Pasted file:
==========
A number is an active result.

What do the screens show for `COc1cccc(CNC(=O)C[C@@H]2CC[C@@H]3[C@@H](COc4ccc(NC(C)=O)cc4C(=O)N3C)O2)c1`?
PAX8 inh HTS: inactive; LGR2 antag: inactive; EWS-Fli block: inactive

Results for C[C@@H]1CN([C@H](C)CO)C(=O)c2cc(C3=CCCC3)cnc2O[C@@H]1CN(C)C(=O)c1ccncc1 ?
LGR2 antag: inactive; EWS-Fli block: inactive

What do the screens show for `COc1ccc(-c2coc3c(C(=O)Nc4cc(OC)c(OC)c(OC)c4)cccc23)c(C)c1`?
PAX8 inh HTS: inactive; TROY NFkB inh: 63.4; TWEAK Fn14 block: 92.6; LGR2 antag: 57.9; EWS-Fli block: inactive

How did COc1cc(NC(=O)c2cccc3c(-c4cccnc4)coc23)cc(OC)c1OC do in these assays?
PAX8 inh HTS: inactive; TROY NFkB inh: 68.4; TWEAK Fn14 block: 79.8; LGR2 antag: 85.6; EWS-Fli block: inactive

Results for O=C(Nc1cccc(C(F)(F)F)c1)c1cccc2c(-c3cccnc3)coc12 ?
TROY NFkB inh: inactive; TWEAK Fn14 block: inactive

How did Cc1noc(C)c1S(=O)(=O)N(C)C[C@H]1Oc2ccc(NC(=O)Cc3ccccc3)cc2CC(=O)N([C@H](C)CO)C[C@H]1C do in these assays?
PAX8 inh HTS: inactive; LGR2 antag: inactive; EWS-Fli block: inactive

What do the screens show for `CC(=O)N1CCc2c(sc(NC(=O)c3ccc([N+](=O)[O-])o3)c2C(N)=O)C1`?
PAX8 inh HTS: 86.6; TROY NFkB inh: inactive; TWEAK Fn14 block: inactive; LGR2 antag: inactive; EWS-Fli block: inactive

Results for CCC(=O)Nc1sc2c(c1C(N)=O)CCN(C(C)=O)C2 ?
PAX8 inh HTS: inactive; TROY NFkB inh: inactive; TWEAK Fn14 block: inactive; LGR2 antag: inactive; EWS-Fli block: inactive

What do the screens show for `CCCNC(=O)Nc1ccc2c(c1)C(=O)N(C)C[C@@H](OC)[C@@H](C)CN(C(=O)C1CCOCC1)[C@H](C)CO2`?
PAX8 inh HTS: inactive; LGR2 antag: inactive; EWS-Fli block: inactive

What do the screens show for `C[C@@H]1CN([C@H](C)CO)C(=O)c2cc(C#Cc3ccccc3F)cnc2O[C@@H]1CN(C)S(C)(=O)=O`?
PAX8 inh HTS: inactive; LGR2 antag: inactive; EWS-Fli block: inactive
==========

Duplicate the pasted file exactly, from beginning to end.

A number is an active result.

What do the screens show for `COc1cccc(CNC(=O)C[C@@H]2CC[C@@H]3[C@@H](COc4ccc(NC(C)=O)cc4C(=O)N3C)O2)c1`?
PAX8 inh HTS: inactive; LGR2 antag: inactive; EWS-Fli block: inactive

Results for C[C@@H]1CN([C@H](C)CO)C(=O)c2cc(C3=CCCC3)cnc2O[C@@H]1CN(C)C(=O)c1ccncc1 ?
LGR2 antag: inactive; EWS-Fli block: inactive

What do the screens show for `COc1ccc(-c2coc3c(C(=O)Nc4cc(OC)c(OC)c(OC)c4)cccc23)c(C)c1`?
PAX8 inh HTS: inactive; TROY NFkB inh: 63.4; TWEAK Fn14 block: 92.6; LGR2 antag: 57.9; EWS-Fli block: inactive

How did COc1cc(NC(=O)c2cccc3c(-c4cccnc4)coc23)cc(OC)c1OC do in these assays?
PAX8 inh HTS: inactive; TROY NFkB inh: 68.4; TWEAK Fn14 block: 79.8; LGR2 antag: 85.6; EWS-Fli block: inactive

Results for O=C(Nc1cccc(C(F)(F)F)c1)c1cccc2c(-c3cccnc3)coc12 ?
TROY NFkB inh: inactive; TWEAK Fn14 block: inactive

How did Cc1noc(C)c1S(=O)(=O)N(C)C[C@H]1Oc2ccc(NC(=O)Cc3ccccc3)cc2CC(=O)N([C@H](C)CO)C[C@H]1C do in these assays?
PAX8 inh HTS: inactive; LGR2 antag: inactive; EWS-Fli block: inactive

What do the screens show for `CC(=O)N1CCc2c(sc(NC(=O)c3ccc([N+](=O)[O-])o3)c2C(N)=O)C1`?
PAX8 inh HTS: 86.6; TROY NFkB inh: inactive; TWEAK Fn14 block: inactive; LGR2 antag: inactive; EWS-Fli block: inactive

Results for CCC(=O)Nc1sc2c(c1C(N)=O)CCN(C(C)=O)C2 ?
PAX8 inh HTS: inactive; TROY NFkB inh: inactive; TWEAK Fn14 block: inactive; LGR2 antag: inactive; EWS-Fli block: inactive

What do the screens show for `CCCNC(=O)Nc1ccc2c(c1)C(=O)N(C)C[C@@H](OC)[C@@H](C)CN(C(=O)C1CCOCC1)[C@H](C)CO2`?
PAX8 inh HTS: inactive; LGR2 antag: inactive; EWS-Fli block: inactive

What do the screens show for `C[C@@H]1CN([C@H](C)CO)C(=O)c2cc(C#Cc3ccccc3F)cnc2O[C@@H]1CN(C)S(C)(=O)=O`?
PAX8 inh HTS: inactive; LGR2 antag: inactive; EWS-Fli block: inactive